$$ \tilde{B}=\left [ \begin{array}{@{}c@{\quad}c@{}} -(I_{M}-D_{1}) & -(I_{M}-D_{1}) \\ I_{M}& 0 \end{array} \right ]. $$
(10)
Setting \(\xi(k)=W\tilde{\xi}(k)\), (9) turns into the form
$$ \tilde{\xi}(k+1)=\tilde{\Omega}\tilde{\xi}(k), $$
(11)
where \(\tilde{\Omega}=\bar{A}+\tilde{B}T\).

Assumption 1

Assume that there exists a path from the leaders to each follower.

Theorem 1

Suppose that Assumption  1 holds. In the fixed directed topology, under the algorithm (3), the containment control problem for system (1) can be solved, that is, follower (1) is driven into the leaders’ sets (2).

Proof

Since there exists a path from the leaders to each follower, based on Lemma 2 in [1], we know that all eigenvalues of \(D_{1}\) are in the open unit disk. We know the eigenvalues of \(\bar{A}\) are equal to 1 with geometric multiplicity 2M. The characteristic polynomial of \(\tilde{B}\) is denoted as follows:
$$ \lambda_{i}^{2}+\mu_{i} \lambda+ \mu_{i}=0,\quad i=1,\ldots, M, $$
(12)
where \(\lambda_{i}\) is the eigenvalue of \(\tilde{B}\), \(\mu_{i}\) is the eigenvalue of \(I_{M}-D_{1}\). From Lemma 2 in [1], we know that \(\mu_{i}\) has the positive real part. Then we see that \(\lambda_{i}\) is the negative real part. Following the methods in [6], we see that the eigenvalues of \(\bar{A}\) are perturbed by small negative real parts of \(\lambda_{i}T\). For small T, \(\rho(\Omega)<1\). \(\lim_{k\rightarrow\infty}\tilde{\xi}(k)=0\) is derived, which implies \(\lim_{k\rightarrow\infty}\eta_{F}(k)=-\lim_{k\rightarrow\infty }((I_{M}-D_{1})^{-1}D_{2}\otimes I_{2})\eta_{L}(k)\). Then the containment control problem for system (1) can be solved. □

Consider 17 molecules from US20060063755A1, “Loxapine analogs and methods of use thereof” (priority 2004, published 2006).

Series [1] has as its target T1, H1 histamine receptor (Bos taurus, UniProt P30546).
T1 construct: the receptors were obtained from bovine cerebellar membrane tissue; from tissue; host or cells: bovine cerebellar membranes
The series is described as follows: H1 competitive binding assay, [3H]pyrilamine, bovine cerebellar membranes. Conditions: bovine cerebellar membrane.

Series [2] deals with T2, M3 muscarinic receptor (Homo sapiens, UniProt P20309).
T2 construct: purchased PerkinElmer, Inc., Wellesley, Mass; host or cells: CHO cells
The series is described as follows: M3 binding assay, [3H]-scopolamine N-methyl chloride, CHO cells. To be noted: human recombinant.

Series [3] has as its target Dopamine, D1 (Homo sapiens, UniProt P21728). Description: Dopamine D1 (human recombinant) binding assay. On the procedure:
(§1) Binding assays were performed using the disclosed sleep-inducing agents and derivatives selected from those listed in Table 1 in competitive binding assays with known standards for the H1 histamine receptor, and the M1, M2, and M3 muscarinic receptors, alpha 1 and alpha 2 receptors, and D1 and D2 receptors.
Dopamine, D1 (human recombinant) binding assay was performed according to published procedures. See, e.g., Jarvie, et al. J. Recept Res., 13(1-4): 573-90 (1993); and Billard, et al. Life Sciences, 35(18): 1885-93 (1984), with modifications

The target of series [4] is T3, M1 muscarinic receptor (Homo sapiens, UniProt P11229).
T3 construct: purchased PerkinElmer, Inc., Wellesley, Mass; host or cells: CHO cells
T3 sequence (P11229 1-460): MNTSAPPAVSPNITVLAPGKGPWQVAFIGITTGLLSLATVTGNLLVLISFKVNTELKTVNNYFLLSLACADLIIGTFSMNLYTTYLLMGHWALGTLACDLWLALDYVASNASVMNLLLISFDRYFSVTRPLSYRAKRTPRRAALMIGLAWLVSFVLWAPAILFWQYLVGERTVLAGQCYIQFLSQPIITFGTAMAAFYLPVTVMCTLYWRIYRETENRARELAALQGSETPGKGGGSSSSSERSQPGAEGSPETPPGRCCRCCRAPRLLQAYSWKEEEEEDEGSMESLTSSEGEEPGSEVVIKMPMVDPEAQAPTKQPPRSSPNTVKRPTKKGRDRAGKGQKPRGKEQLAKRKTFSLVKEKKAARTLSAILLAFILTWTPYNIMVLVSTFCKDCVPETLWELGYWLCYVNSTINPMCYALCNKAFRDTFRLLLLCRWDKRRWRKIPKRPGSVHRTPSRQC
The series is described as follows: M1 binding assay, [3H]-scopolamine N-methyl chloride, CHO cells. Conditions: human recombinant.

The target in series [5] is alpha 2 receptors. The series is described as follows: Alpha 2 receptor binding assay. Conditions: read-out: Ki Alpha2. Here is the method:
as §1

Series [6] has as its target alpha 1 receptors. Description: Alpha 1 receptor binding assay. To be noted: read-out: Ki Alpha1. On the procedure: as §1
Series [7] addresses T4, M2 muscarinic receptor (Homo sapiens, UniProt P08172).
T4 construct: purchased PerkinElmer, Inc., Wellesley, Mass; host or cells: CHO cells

In the following section, we consider topologies driven by a Markov process. Under Markov switching topologies, (11) can be rewritten as follows:
$$ \tilde{\xi}(k+1)=\tilde{\Omega}_{\sigma(k)}\tilde{\xi}(k), $$
(13)
where \(\sigma(k)=[1,2,\ldots,s]\) is the Markov switching process.

Assumption 2

Under Markov switching topologies, for each follower, there exists at least one path form one leader to that follower in the union of the topologies \(\{\mathcal{G}_{1},\ldots, \mathcal{G}_{s}\}\).

Lemma 1

Under Assumption  2, all the eigenvalues of \(I_{M}-D_{1}\) have positive real parts.

Proof

According to Lemma 2 in [1], we obtain Lemma 1 immediately. □

Theorem 2

Assume that Assumption  2 holds. Under the containment algorithm (3), system (1) can solve the containment control problem in the mean square sense.

Proof

Containment control problem of system (1) can be converted to the mean square consensus of the systems (13). According to Theorem 3 in [6], system (13) reaches mean square consensus if and only if \(\rho(\Lambda)<1\), where \(\Lambda= (\pi^{T}\otimes I_{4M^{2}})\operatorname{diag}(\tilde{\Omega}_{i}\otimes\tilde{\Omega}_{i})\) with \(\pi=[\pi_{ij}]_{M\times M}\) being the transition probability matrix. Then we have
$$\begin{aligned} \Lambda =& \bigl(\pi^{T}\otimes I_{4M^{2}}\bigr) \operatorname{diag}(\tilde{\Omega}_{i}\otimes\tilde{\Omega }_{i}) \\ =& \bigl(\pi^{T}\otimes I_{4M^{2}}\bigr)\operatorname{diag} \bigl((\bar{A}+\tilde{B}T)\otimes(\bar {A}+\tilde{B}T)\bigr) \\ =&\bigl(\pi^{T}\otimes I_{4M^{2}}\bigr)+T\bigl( \pi^{T}\otimes I_{4M^{2}}\bigr)\operatorname{diag}(\tilde {B}_{i}\otimes I_{2M}+I_{2M}\otimes \tilde{B}_{i}) \\ &{}+T^{2}\bigl(\pi^{T}\otimes I_{4M^{2}}\bigr) \operatorname{diag}(\tilde{B}_{i}\otimes \tilde{B}_{i}). \end{aligned}$$